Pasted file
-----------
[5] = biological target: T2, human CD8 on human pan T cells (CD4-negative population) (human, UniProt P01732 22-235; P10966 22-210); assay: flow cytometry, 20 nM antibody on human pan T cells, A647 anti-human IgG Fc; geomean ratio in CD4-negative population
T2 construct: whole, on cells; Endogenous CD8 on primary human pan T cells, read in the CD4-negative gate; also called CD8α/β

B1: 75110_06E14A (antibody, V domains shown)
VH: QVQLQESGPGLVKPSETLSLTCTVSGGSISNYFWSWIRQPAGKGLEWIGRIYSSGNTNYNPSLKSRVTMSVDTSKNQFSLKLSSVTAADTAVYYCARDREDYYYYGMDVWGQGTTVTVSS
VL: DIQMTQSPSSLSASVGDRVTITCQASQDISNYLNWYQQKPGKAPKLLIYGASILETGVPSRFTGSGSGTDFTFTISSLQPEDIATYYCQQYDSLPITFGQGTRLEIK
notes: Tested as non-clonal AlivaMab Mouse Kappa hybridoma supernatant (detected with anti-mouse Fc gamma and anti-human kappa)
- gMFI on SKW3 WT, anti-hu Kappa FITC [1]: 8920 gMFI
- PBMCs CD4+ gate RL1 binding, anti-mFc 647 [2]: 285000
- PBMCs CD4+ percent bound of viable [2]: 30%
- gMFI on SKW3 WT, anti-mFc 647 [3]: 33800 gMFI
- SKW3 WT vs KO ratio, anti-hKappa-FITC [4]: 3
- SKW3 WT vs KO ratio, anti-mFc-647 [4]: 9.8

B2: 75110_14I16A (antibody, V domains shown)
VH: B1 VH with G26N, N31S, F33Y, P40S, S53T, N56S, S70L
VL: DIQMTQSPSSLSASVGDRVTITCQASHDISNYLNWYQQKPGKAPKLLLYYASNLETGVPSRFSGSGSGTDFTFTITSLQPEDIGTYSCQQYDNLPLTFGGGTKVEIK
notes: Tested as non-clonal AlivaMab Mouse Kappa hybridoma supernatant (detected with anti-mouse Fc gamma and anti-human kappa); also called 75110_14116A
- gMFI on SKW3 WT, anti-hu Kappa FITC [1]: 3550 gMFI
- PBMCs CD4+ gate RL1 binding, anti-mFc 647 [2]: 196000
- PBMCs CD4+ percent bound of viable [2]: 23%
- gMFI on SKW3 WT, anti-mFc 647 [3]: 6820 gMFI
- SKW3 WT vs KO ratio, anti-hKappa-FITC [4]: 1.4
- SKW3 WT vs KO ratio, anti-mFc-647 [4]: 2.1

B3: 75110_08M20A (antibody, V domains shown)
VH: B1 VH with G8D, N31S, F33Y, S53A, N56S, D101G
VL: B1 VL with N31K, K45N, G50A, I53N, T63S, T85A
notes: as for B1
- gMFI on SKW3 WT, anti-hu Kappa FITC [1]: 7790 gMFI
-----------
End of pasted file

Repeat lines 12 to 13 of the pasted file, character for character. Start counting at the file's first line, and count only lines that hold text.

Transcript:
- SKW3 WT vs KO ratio, anti-mFc-647 [4]: 9.8

B2: 75110_14I16A (antibody, V domains shown)